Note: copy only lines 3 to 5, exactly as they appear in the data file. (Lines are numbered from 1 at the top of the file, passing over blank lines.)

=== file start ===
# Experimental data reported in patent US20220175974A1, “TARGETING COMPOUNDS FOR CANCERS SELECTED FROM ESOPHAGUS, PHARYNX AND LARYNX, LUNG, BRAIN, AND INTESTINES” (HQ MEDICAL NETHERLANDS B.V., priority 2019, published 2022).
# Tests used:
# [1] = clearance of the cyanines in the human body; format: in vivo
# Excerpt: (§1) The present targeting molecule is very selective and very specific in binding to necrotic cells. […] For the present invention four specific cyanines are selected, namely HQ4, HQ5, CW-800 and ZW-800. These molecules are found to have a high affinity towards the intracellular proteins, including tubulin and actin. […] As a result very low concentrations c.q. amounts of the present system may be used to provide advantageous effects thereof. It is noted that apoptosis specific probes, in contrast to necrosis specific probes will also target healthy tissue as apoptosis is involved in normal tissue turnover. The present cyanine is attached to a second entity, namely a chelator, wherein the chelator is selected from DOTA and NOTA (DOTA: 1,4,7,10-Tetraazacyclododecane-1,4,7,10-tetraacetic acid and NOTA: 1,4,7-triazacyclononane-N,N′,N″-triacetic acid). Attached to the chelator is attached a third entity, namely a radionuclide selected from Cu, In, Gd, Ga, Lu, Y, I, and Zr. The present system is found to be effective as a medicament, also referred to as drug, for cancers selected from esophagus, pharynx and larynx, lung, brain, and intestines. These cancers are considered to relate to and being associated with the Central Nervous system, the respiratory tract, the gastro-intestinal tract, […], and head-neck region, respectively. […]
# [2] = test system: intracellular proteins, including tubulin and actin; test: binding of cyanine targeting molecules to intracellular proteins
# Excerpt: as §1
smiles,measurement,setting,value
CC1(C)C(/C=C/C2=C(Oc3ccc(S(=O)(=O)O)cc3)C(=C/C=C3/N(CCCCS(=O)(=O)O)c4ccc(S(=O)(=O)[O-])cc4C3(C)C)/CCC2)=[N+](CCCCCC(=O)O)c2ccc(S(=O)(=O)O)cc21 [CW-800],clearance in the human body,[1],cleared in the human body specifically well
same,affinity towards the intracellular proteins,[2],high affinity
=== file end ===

# [1] = clearance of the cyanines in the human body; format: in vivo
# Excerpt: (§1) The present targeting molecule is very selective and very specific in binding to necrotic cells. […] For the present invention four specific cyanines are selected, namely HQ4, HQ5, CW-800 and ZW-800. These molecules are found to have a high affinity towards the intracellular proteins, including tubulin and actin. […] As a result very low concentrations c.q. amounts of the present system may be used to provide advantageous effects thereof. It is noted that apoptosis specific probes, in contrast to necrosis specific probes will also target healthy tissue as apoptosis is involved in normal tissue turnover. The present cyanine is attached to a second entity, namely a chelator, wherein the chelator is selected from DOTA and NOTA (DOTA: 1,4,7,10-Tetraazacyclododecane-1,4,7,10-tetraacetic acid and NOTA: 1,4,7-triazacyclononane-N,N′,N″-triacetic acid). Attached to the chelator is attached a third entity, namely a radionuclide selected from Cu, In, Gd, Ga, Lu, Y, I, and Zr. The present system is found to be effective as a medicament, also referred to as drug, for cancers selected from esophagus, pharynx and larynx, lung, brain, and intestines. These cancers are considered to relate to and being associated with the Central Nervous system, the respiratory tract, the gastro-intestinal tract, […], and head-neck region, respectively. […]
# [2] = test system: intracellular proteins, including tubulin and actin; test: binding of cyanine targeting molecules to intracellular proteins